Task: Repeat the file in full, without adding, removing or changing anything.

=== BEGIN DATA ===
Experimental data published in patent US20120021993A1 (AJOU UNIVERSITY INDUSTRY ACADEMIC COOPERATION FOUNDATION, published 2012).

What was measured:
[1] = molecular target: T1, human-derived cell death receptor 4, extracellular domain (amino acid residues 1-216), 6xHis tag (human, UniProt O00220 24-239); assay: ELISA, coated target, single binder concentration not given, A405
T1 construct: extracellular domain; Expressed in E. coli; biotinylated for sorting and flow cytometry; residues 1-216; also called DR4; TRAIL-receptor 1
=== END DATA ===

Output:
Experimental data published in patent US20120021993A1 (AJOU UNIVERSITY INDUSTRY ACADEMIC COOPERATION FOUNDATION, published 2012).

What was measured:
[1] = molecular target: T1, human-derived cell death receptor 4, extracellular domain (amino acid residues 1-216), 6xHis tag (human, UniProt O00220 24-239); assay: ELISA, coated target, single binder concentration not given, A405
T1 construct: extracellular domain; Expressed in E. coli; biotinylated for sorting and flow cytometry; residues 1-216; also called DR4; TRAIL-receptor 1